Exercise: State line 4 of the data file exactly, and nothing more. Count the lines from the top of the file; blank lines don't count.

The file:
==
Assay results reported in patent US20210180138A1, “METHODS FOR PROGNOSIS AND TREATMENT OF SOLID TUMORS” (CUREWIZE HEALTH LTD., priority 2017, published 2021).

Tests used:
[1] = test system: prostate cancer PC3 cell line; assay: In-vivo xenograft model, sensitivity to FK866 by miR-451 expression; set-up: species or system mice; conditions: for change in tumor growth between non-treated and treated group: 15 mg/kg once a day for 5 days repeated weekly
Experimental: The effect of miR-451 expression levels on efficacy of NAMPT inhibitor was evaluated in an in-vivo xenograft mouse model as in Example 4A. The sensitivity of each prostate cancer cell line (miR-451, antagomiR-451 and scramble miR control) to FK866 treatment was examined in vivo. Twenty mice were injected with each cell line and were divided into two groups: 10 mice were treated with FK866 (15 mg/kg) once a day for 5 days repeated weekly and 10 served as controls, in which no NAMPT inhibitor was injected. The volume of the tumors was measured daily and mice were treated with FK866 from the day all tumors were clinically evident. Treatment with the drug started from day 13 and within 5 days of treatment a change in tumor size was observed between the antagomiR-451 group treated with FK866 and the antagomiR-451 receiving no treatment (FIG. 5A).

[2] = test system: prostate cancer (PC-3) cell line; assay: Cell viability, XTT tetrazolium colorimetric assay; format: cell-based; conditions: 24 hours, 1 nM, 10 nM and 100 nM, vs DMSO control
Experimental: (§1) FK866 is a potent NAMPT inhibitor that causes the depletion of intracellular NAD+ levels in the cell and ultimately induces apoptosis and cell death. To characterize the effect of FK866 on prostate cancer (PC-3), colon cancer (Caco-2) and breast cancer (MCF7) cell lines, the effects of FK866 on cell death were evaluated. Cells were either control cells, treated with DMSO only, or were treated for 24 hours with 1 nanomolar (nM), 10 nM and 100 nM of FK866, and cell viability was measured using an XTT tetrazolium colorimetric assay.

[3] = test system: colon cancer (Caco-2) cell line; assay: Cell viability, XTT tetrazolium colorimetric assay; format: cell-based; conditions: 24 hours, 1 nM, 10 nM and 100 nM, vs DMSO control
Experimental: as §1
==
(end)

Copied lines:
Experimental: The effect of miR-451 expression levels on efficacy of NAMPT inhibitor was evaluated in an in-vivo xenograft mouse model as in Example 4A. The sensitivity of each prostate cancer cell line (miR-451, antagomiR-451 and scramble miR control) to FK866 treatment was examined in vivo. Twenty mice were injected with each cell line and were divided into two groups: 10 mice were treated with FK866 (15 mg/kg) once a day for 5 days repeated weekly and 10 served as controls, in which no NAMPT inhibitor was injected. The volume of the tumors was measured daily and mice were treated with FK866 from the day all tumors were clinically evident. Treatment with the drug started from day 13 and within 5 days of treatment a change in tumor size was observed between the antagomiR-451 group treated with FK866 and the antagomiR-451 receiving no treatment (FIG. 5A).